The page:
The main strengths of this study include the use of a large nationally representative survey sample, with very high response rate to the survey interviews (96.4%), comprehensive data on standard infant-feeding indicators to identify factors associated with suboptimal breastfeeding practices in Tanzania, and appropriate sampling design in the analysis. Furthermore, we restricted the sample for children to only those who lived with their mothers to ensure greater accuracy of information regarding breastfeeding practices. The main limitation was the cross-sectional nature of the survey which limited inferences about causality from the analyses. In addition, EBF was based on a 24 h recall rather than a longer recall period, and this short recall may have missed some infants who were fed other liquids or foods prior to 24 h before the survey.
The prevalence of early initiation of breastfeeding has declined from 59% in 200527 to 46% in 2010, highlighting the need to reverse this trend and to increase the percentage of initiating breastfeeding within 1 h of birth. Similarly, the prevalence of EBF in Tanzania was very low in comparison with other neighbouring African countries such as Uganda (60%),28 Zambia (61%)29 and Malawi (57%).30 A considerable proportion (17%) of infants less than 6 months were predominantly breastfed, suggesting a need for counselling mothers, caregivers and key family members on the risks associated with predominant feeding. This strategy would help to change their behaviour which ultimately improved EBF. In our analysis, we found a significant association between maternal young age (15–24 years) and delayed initiation of breastfeeding. This result is consistent with findings from India which showed that older mothers (≥35 years) were at lower risk of delayed initiation of breastfeeding compared with young mothers (AOR for older mothers ≥ 35 years= 0.72, 95% CI 0.50 to 1.02).13 We further explored this association with parity and found that most of the young mothers in Tanzania were first-time mothers, suggesting that they lacked knowledge or experience about appropriate breastfeeding practices. Hence, the need for health professionals and traditional birth attendants to provide adequate support to encourage young and first-time mothers to establish early initiation of breastfeeding within 1 h after giving birth.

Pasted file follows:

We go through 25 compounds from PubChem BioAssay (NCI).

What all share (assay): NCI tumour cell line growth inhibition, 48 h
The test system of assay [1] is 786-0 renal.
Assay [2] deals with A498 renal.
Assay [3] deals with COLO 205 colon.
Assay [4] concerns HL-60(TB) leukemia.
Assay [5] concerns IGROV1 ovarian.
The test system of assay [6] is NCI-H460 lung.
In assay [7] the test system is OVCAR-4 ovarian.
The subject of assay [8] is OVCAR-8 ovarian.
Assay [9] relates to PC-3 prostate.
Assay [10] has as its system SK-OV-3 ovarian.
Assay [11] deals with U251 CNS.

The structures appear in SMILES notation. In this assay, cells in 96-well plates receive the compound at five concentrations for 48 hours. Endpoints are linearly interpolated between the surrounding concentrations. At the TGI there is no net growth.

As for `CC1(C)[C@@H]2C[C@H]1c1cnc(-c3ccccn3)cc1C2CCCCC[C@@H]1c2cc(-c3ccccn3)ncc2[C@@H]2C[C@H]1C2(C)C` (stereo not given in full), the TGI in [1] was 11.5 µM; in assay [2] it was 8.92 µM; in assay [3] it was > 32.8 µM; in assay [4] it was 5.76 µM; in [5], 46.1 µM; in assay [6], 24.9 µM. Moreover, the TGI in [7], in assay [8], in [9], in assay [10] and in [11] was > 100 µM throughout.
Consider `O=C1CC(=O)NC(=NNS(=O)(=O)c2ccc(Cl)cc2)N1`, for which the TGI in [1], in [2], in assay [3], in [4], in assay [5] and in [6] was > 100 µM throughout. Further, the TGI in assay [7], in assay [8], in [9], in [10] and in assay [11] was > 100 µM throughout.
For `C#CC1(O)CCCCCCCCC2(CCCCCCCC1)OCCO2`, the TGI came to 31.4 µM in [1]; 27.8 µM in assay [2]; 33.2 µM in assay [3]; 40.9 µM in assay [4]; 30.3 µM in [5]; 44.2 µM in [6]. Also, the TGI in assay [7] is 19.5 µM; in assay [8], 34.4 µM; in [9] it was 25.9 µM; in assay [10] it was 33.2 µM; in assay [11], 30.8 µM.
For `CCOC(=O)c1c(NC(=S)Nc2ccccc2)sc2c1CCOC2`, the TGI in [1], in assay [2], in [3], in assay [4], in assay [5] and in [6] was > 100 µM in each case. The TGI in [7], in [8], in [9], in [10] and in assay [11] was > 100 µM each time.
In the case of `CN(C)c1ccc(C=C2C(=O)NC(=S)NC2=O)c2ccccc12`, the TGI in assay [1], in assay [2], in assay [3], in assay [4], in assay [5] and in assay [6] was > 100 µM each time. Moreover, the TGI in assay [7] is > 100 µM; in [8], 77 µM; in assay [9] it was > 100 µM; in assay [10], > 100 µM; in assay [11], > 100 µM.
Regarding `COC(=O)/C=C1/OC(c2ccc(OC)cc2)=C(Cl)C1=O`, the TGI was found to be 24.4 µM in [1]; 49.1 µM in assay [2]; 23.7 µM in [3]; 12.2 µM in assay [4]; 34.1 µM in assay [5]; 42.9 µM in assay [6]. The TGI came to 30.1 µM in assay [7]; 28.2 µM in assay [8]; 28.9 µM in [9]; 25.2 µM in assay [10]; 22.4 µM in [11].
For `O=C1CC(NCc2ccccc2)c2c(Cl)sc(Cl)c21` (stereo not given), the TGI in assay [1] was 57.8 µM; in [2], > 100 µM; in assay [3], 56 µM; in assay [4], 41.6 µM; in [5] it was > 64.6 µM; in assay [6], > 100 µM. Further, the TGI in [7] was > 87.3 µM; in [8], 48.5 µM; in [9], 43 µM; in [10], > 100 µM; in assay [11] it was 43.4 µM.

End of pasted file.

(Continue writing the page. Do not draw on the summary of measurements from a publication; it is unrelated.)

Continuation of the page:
Similar to the findings reported in India,13 we also found that women with higher levels of education had a reduced risk of delayed initiation of breastfeeding and this might be explained by their exposure to various sources of information and better knowledge about appropriate infant and young child feeding. The variations in the prevalence of early initiation of breastfeeding across different geographical zones could be due to cultural differences and taboos about breastfeeding newborns with first breast milk (ie, colostrum) in different regions of Tanzania.31–33 A major concern is the very low prevalence of EBF in Lake and Zanzibar geographical zones. This could be due to inadequate knowledge among mothers and family members regarding benefits of exclusive breastfeeding in the first 6 months of infant's life and also existence of belief that breast milk alone is not sufficient to fulfil infant's hunger hence complement with other liquids/soft foods.31 Provision of adequate support and educating mothers and their families from these zones on the importance of giving initial breast milk to infants and EBF until 6 months may have a positive effect on improving rates of early initiation of breastfeeding and EBF and potentially reduce the risks of infections and death among newborns.4
In this study, rural infants had significantly higher risk of delayed initiation of breastfeeding within 1 h after birth compared with urban infants. This finding is in agreement with the previous studies from the Morogoro region in Tanzania31 and from Ethiopia.34 The difference in early initiation of breast feeding between rural and urban mothers might be explained by the high percentage of rural women who delivered at home (93%) assisted by TBAs and other people such as family members. These birth attendants may have had inadequate knowledge of the benefits of this feeding practise and thus failed to support mothers in initiating breastfeeding early. Furthermore, negative cultural beliefs about colostrum and lower level of education among rural mothers (88%) might also have contributed. Rural women may need more support to overcome barriers to early initiation of especially those living in the Eastern, Lake, Northern and Zanzibar geographical zones. On the other hand, mothers from urban areas were at greater risk of poor EBF practices than mothers from rural areas, possibly because of the demand to return to work after maternity leave11 since most of these urban mothers were in paid employment. Also, most mothers in urban areas were from families with higher socioeconomic status compared with rural areas and that may have facilitated access to breast milk substitutes. For example, data from a multilevel analysis of factors associated with non-EBF in nine East and Southeast Asian countries revealed that improved socioeconomic status both at individual levels and community levels was a negative factor for EBF.9
The risk of delayed initiation of breastfeeding in the first hour after birth was significantly higher among mothers who delivered at home compared with those who delivered at health facilities. Similarly, having a baby not delivered by a health professional was a significant predictor of non-EBF. This indicates the need to educate key family members and TBAs about the benefits of initial breast milk for the newborn so that they can encourage mothers who deliver at home to establish breast-feeding immediately after birth and EBF up to 6 months. Exclusive breastfeeding should also be promoted at health facilities during antenatal care visits and during deliveries; and at the community level through peer counselling support for EBF.35